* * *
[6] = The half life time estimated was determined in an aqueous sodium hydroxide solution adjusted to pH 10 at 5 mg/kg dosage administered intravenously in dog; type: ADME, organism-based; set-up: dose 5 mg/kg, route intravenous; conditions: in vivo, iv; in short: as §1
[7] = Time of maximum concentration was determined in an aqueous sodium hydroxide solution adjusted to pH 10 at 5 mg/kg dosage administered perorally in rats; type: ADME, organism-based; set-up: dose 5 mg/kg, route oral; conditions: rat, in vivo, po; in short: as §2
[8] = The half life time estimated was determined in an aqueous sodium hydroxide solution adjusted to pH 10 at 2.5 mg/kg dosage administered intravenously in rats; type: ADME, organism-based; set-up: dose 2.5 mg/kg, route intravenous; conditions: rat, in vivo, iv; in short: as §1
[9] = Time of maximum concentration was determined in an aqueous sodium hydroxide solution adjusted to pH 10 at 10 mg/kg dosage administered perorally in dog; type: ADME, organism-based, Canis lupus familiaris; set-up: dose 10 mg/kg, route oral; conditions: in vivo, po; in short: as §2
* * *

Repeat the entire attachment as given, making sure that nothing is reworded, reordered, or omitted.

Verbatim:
[6] = The half life time estimated was determined in an aqueous sodium hydroxide solution adjusted to pH 10 at 5 mg/kg dosage administered intravenously in dog; type: ADME, organism-based; set-up: dose 5 mg/kg, route intravenous; conditions: in vivo, iv; in short: as §1
[7] = Time of maximum concentration was determined in an aqueous sodium hydroxide solution adjusted to pH 10 at 5 mg/kg dosage administered perorally in rats; type: ADME, organism-based; set-up: dose 5 mg/kg, route oral; conditions: rat, in vivo, po; in short: as §2
[8] = The half life time estimated was determined in an aqueous sodium hydroxide solution adjusted to pH 10 at 2.5 mg/kg dosage administered intravenously in rats; type: ADME, organism-based; set-up: dose 2.5 mg/kg, route intravenous; conditions: rat, in vivo, iv; in short: as §1
[9] = Time of maximum concentration was determined in an aqueous sodium hydroxide solution adjusted to pH 10 at 10 mg/kg dosage administered perorally in dog; type: ADME, organism-based, Canis lupus familiaris; set-up: dose 10 mg/kg, route oral; conditions: in vivo, po; in short: as §2